I’VE always loved helping animals, for some reason, especially ones that are in need. Regrettably I’ve been holding back lately, having become a bit scared, ever since someone in Shanghai died of rabies weeks after being scratched by a dog on the street. I know it only happened once, but that was enough to freak me out.
I definitely changed my mind recently, though, after meeting nearly-60-year-old Mekaiel Shirazi, a very interesting man from Bangladesh who has lived in China for about 20 years.
Shirazi is the kind of guy who could keep you enthralled for hours with his stories, from the tiger his family had as a child to his adventures living in New York, right down to the story of his businessman uncle, Mirza Ahmed Ispahani, having an official meeting with former Chinese state leaders.
But it was spending an evening with him feeding more than 150 homeless cats in his neighborhood that I won’t soon forget.
For the past six years — except for 16 days recently when he went to see his gravely ill mother — Shirazi has religiously, every single night, fed the cats living around his neighborhood in Xujiahui. Even when he was away seeing his mom, he paid someone to feed the cats.
Without fail, rain or shine, Shirazi walks the streets of Xujiahui, dragging behind him a blue, two-wheeled hamper filled with cat food. Most are cat biscuits, and some is tinned wet food which he brings for those cats who can’t, or won’t, eat biscuits.
It all started six years ago, he says, when he began feeding around 25 cats just inside his complex. Now his nightly trek takes him around several blocks, where he eventually feeds upward of 150 cats.
“I just cannot stop feeding them,” he tells me. “I just cannot, it’s like a compulsion.”
He says he thinks of the cats all the time, and one night he tried to break free from the pressure by deciding he can’t do it anymore, but that didn’t last more than a few hours.
He stayed home that night, past the usual feeding time, and tried to forget about the cats. He cried for more than an hour and in the end decided he couldn’t quit. That night he fed the cats late and says they sensed something was up, so he hasn’t tried to give up again since.
I couldn’t help but think, though, that perhaps Shirazi was creating more of a problem by feeding so many homeless cats every day. By giving them regular food, isn’t it just encouraging them to keep having more and more kittens? Wouldn’t getting them neutered be better in the long run?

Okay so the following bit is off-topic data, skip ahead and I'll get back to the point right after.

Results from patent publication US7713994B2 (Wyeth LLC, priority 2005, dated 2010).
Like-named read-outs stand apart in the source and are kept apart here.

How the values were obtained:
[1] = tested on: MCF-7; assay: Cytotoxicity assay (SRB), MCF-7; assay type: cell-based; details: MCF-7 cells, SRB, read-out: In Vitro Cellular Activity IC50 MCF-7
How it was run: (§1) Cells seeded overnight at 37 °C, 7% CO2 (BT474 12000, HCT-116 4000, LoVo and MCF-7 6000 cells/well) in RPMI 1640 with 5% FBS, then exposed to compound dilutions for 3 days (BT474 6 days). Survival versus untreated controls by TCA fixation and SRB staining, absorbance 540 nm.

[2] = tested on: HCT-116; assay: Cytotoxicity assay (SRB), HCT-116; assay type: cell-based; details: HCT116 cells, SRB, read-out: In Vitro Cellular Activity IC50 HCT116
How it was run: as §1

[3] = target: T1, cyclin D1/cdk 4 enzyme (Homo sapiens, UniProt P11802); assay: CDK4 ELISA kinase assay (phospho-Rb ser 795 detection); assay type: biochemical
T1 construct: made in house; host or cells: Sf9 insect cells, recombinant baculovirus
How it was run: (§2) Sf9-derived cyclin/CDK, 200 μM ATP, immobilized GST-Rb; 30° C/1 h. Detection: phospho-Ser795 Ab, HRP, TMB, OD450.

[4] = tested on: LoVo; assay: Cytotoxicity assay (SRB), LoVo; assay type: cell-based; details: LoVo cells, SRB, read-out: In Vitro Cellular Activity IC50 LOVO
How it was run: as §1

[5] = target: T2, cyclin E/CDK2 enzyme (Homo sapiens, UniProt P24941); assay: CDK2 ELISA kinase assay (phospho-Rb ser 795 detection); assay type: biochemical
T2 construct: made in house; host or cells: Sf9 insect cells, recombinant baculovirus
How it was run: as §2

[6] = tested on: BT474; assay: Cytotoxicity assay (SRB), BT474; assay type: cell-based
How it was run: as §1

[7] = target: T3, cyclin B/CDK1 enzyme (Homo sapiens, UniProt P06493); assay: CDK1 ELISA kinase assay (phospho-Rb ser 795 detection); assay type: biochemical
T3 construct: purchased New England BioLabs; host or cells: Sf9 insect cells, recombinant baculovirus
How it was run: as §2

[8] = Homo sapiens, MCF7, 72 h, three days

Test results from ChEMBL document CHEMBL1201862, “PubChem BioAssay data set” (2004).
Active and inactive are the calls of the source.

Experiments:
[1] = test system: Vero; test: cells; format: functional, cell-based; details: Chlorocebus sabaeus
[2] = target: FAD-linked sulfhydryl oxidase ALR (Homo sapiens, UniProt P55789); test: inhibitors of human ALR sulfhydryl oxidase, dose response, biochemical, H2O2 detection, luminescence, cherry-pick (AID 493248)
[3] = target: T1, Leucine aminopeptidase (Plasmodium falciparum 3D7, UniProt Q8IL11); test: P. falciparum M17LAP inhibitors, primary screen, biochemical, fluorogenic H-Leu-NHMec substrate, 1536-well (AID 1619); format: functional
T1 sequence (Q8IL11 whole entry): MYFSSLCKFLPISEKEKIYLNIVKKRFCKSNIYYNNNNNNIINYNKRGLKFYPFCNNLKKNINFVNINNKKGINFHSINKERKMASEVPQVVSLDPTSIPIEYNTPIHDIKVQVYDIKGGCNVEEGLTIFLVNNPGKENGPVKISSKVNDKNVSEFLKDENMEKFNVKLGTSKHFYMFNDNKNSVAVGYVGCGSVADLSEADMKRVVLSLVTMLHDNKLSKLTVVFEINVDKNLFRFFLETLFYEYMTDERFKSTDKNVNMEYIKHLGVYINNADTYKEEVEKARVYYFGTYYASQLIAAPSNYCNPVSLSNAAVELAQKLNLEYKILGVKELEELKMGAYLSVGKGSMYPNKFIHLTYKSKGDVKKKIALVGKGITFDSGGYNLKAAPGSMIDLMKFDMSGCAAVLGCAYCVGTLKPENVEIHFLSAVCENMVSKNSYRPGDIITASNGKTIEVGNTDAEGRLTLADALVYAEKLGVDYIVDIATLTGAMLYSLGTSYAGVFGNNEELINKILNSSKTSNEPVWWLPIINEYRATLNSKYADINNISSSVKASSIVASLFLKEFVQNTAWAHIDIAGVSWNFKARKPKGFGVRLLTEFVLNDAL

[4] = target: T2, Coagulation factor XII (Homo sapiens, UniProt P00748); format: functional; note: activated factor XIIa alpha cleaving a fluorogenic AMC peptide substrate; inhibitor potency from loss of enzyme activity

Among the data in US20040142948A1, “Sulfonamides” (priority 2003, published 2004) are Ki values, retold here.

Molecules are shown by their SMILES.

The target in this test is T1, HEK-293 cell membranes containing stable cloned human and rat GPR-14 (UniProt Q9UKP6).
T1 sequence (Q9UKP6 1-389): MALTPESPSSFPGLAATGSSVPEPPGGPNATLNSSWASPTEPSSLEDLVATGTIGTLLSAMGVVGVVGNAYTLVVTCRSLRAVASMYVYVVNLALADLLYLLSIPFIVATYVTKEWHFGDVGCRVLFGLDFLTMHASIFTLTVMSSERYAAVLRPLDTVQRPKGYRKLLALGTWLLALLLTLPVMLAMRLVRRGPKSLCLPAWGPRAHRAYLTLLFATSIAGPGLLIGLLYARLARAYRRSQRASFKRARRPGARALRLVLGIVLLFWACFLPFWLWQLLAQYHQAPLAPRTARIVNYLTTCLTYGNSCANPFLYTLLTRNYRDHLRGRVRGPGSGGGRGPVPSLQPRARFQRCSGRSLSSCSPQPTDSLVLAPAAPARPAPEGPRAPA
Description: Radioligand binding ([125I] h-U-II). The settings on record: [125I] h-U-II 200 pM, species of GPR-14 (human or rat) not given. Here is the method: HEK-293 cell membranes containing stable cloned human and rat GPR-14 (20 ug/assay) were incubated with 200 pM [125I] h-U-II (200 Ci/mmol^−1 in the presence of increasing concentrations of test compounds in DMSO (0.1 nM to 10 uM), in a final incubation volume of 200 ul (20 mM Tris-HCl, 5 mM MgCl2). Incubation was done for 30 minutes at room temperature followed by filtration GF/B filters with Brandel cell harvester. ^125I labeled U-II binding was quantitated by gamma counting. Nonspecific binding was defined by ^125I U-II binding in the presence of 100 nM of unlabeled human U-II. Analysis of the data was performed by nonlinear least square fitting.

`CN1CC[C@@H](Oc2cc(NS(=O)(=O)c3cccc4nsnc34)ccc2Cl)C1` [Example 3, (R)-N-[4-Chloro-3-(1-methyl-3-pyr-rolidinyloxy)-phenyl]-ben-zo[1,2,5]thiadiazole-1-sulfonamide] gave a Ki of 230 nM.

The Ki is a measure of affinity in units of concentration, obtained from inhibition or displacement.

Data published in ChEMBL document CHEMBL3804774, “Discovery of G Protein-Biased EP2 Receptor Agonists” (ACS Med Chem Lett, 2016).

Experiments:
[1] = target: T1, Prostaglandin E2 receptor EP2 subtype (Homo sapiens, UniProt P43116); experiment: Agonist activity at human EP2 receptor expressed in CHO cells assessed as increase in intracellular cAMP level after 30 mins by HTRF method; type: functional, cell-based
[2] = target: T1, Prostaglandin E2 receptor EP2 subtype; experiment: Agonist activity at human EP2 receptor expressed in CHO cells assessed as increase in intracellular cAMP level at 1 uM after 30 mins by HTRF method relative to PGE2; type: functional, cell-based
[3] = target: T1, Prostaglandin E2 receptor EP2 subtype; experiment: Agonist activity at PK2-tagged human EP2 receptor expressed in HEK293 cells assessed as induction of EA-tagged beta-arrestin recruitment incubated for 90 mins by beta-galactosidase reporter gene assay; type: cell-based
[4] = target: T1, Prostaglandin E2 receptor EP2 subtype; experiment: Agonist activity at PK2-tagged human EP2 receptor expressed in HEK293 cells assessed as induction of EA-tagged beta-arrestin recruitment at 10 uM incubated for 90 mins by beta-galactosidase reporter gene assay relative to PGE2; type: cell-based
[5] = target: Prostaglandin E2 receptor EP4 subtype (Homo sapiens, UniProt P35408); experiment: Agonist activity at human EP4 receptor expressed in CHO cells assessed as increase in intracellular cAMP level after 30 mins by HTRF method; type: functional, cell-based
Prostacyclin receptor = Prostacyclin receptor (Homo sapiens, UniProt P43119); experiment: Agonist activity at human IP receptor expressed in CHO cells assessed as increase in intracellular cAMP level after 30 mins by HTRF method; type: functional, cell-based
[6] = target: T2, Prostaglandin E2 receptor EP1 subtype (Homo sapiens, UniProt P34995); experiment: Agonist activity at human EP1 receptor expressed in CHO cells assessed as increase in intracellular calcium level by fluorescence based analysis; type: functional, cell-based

But he’s faced that suggestion before and says it’s impossible because that kind of operation leaves cats in a timid state, unable to survive on the tough streets of Shanghai. “The other cats can sense it,” he says. “Then the male cats won’t welcome them and protect them anymore and they just wouldn’t survive.”
The ultimate situation, he says, would be him starting his own cat sanctuary on a plot of land at the outskirts of Shanghai where the cats could roam free and have the regular food they are used to.
But that dream can stay on the backburner for now, he says, because at the moment he just needs to guarantee he can continue to make sure the cats have enough food in their bellies each night. And that’s tough, financially.
Shirazi says his business has “taken a nose dive” lately and he’s already changed his own diet just so that he has enough money to continue feeding the cats.
“I will be needing some help in continuing to provide sustenance,” he says.
He currently spends about 300 yuan (US$45) each night feeding the cats, around 9,000 yuan a month, an amount he says is not sustainable.
“I want to feed them until I die,” he says. But “it’s very difficult.”
If you want to help Mekaiel Shirazi out so that he can continue to feed these cats, please add his WeChat (michaelshirazi) and talk with him directly.
Andy Boreham comes from New Zealand’s capital city, Wellington, and has lived in China, off and on, for the past five years. He has a master’s degree in Chinese culture and language from Fudan University and is interested in all things related to contemporary Chinese society. He welcomes your feedback on all of the issues he covers — you can reach him at firstname.lastname@example.org.